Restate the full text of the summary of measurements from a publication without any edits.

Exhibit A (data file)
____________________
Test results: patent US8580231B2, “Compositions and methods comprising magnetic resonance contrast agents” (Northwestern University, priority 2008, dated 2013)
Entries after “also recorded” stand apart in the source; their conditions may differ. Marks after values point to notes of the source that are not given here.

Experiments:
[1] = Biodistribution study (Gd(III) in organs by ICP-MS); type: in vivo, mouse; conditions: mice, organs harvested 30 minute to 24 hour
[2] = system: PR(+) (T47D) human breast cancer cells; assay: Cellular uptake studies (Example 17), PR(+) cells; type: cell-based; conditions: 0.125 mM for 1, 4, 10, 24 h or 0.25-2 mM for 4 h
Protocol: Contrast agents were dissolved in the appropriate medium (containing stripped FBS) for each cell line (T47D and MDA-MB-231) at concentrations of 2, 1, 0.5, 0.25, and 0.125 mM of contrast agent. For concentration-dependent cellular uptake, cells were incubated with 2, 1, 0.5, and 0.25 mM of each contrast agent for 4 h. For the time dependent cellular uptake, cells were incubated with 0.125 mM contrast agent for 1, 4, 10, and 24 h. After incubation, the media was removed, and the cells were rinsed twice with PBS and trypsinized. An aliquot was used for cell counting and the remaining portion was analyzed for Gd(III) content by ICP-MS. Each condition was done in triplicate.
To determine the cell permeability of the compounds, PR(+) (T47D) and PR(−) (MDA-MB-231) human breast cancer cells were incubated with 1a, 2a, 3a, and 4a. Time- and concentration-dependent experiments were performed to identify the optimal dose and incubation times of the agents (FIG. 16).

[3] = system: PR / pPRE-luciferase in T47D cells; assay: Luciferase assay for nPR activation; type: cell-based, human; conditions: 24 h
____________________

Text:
Test results: patent US8580231B2, “Compositions and methods comprising magnetic resonance contrast agents” (Northwestern University, priority 2008, dated 2013)
Entries after “also recorded” stand apart in the source; their conditions may differ. Marks after values point to notes of the source that are not given here.

Experiments:
[1] = Biodistribution study (Gd(III) in organs by ICP-MS); type: in vivo, mouse; conditions: mice, organs harvested 30 minute to 24 hour
[2] = system: PR(+) (T47D) human breast cancer cells; assay: Cellular uptake studies (Example 17), PR(+) cells; type: cell-based; conditions: 0.125 mM for 1, 4, 10, 24 h or 0.25-2 mM for 4 h
Protocol: Contrast agents were dissolved in the appropriate medium (containing stripped FBS) for each cell line (T47D and MDA-MB-231) at concentrations of 2, 1, 0.5, 0.25, and 0.125 mM of contrast agent. For concentration-dependent cellular uptake, cells were incubated with 2, 1, 0.5, and 0.25 mM of each contrast agent for 4 h. For the time dependent cellular uptake, cells were incubated with 0.125 mM contrast agent for 1, 4, 10, and 24 h. After incubation, the media was removed, and the cells were rinsed twice with PBS and trypsinized. An aliquot was used for cell counting and the remaining portion was analyzed for Gd(III) content by ICP-MS. Each condition was done in triplicate.
To determine the cell permeability of the compounds, PR(+) (T47D) and PR(−) (MDA-MB-231) human breast cancer cells were incubated with 1a, 2a, 3a, and 4a. Time- and concentration-dependent experiments were performed to identify the optimal dose and incubation times of the agents (FIG. 16).

[3] = system: PR / pPRE-luciferase in T47D cells; assay: Luciferase assay for nPR activation; type: cell-based, human; conditions: 24 h